• Staff training. Broward County engaged outside consultants to deliver trainings for providers and all staff involved in the IPCBH program. The first day of training included an overview of integrated care and the expectations of the program. The second day focused on the behavioral health assessment, how to use it, and a workshop with providers to plan for implementation.
  • Revised standards of care. Provider contracts with the jurisdiction's standards of care were modified to reflect the integrated care requirement, including a requirement for a documented PHQ-9 assessment with each medical visit. Broward County added guidance on how to bill for services like the assessment.
  • Referrals for mental health services. Separately, Broward County also funds two mental health providers for clients who need a more intensive level of care. Medical providers are expected to refer to these outside agencies as needed.

Photo Source: HRSA Ryan White HIV/AIDS Program Photo Library

  • Broward County continues to support their medical providers with ongoing training and management, including regular meetings and annual service reviews. The IPCBH, mental health, and substance use treatment providers initially met monthly for one year and after the first year transitioned to meeting quarterly. Broward County also completed site visits with each provider after one year to walk through their care delivery process.
  • Some providers who applied for the county's mental health funding before the intervention now only apply for medical funding because they can bill behavioral health under IPCBH. This approach normalizes access to mental health through primary care. However, more intensive services are available through the mental health funding category, meaning the providers who no longer access this funding may not have as comprehensive services available.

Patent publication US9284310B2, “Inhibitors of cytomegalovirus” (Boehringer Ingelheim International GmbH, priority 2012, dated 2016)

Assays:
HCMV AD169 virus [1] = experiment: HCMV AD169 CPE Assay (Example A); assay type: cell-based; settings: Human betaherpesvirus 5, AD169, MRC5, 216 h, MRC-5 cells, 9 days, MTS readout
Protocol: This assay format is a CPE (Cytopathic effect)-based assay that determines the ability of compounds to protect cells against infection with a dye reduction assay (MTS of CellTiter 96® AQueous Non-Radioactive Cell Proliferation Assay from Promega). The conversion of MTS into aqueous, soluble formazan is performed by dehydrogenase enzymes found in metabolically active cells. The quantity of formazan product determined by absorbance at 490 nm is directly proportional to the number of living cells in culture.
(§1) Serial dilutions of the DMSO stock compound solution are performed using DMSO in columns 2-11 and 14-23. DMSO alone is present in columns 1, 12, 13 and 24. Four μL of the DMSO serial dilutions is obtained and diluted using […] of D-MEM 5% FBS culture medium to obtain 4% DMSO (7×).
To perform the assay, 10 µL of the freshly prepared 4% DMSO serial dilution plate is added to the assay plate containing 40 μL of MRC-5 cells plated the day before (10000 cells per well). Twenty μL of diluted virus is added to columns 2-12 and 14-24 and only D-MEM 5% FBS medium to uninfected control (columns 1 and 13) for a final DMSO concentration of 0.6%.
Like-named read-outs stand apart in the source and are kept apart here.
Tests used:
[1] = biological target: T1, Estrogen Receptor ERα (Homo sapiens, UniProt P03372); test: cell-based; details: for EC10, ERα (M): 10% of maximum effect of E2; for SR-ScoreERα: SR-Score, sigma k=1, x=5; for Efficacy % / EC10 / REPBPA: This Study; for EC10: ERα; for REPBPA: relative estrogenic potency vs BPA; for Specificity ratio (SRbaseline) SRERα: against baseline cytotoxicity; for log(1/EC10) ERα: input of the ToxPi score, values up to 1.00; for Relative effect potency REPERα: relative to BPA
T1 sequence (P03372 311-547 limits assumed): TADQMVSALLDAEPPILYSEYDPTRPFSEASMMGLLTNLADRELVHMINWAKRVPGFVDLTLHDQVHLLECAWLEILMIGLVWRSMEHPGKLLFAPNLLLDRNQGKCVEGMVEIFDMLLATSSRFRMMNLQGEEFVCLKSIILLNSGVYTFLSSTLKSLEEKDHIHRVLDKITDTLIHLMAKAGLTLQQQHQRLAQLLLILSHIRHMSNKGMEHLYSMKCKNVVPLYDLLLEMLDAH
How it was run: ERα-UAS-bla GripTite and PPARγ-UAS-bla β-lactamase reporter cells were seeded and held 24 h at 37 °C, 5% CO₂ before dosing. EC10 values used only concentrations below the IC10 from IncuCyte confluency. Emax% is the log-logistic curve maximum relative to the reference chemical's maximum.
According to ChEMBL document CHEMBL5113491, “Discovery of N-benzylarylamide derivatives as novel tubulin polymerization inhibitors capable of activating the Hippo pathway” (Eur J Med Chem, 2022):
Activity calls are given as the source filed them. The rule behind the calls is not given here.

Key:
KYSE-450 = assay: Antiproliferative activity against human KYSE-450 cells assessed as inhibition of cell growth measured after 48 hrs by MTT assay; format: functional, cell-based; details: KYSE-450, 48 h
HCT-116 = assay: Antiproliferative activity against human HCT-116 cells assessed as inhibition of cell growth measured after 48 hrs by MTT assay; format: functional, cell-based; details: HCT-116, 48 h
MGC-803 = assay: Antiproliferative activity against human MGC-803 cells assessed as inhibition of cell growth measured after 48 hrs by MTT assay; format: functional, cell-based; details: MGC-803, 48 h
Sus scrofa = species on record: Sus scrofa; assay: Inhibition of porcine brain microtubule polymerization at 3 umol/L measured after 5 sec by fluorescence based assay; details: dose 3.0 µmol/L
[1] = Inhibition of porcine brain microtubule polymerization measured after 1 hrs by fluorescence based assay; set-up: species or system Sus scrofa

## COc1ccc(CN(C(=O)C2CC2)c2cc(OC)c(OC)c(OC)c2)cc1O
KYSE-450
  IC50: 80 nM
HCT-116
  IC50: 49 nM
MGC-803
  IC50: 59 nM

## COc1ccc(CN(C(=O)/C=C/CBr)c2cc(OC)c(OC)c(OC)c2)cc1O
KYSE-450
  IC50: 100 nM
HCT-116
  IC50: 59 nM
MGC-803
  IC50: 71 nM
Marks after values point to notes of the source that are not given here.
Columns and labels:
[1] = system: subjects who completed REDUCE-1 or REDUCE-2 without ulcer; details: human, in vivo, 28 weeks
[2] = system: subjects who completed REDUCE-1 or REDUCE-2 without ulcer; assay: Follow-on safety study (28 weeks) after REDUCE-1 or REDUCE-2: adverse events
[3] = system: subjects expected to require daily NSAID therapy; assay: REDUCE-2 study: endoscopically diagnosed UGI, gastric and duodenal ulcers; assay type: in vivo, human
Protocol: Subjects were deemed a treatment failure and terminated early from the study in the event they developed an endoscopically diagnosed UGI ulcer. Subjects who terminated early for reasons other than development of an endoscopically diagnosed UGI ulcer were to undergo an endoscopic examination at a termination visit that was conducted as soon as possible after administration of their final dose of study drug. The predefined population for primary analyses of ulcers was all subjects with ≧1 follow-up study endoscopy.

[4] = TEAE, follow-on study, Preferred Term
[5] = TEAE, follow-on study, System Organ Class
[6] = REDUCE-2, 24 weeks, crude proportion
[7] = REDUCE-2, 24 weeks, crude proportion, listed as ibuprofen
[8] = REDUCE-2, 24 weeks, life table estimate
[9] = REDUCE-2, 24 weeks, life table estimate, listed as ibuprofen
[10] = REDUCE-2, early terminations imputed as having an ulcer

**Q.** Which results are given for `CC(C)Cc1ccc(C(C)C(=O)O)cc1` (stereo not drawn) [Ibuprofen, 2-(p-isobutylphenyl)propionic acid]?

Lessons Learned
  • The timeline for implementation was ambitious; the initial phase of training providers and editing contracts to align with the new service delivery structure was around eight months before providers started to deliver the service. A more detailed timeline and plan for implementation would have been useful, including planning for changes to the Client Management Information System, evaluation, and to address any implementation issues.
  • The evaluation component was not planned ahead of time, and once the project began, the jurisdiction had to focus on service delivery and had challenges modifying their data system to support evaluation.
  • Medical providers were initially expected to hand off clients to mental health services on the same day or within 24 hours of the appointment. This proved to be unrealistic, in part due to client schedules, so the expectation was modified to have an appointment made within 24 hours instead.
  • This program has been challenging for providers who were doing behavioral health both through IPCBH and standalone mental health services, particularly because of how screenings and services need to be billed. Providers who are considering integrating care might benefit from keeping mental health services (i.e., therapy, substance use services) separate and unchanged to differentiate these services more clearly from the assessment and linkage piece under IPCBH.
  • Broward County had initially allowed some flexibility to use the PHQ-9 or PHQ-2 assessment, but found that having one required assessment allowed for standardization.  

“Going back, I think it would have been better to change just our medical standard of care…that we follow an integrated model and we still funded mental health separately.”  

Broward County Government – Ryan White Part A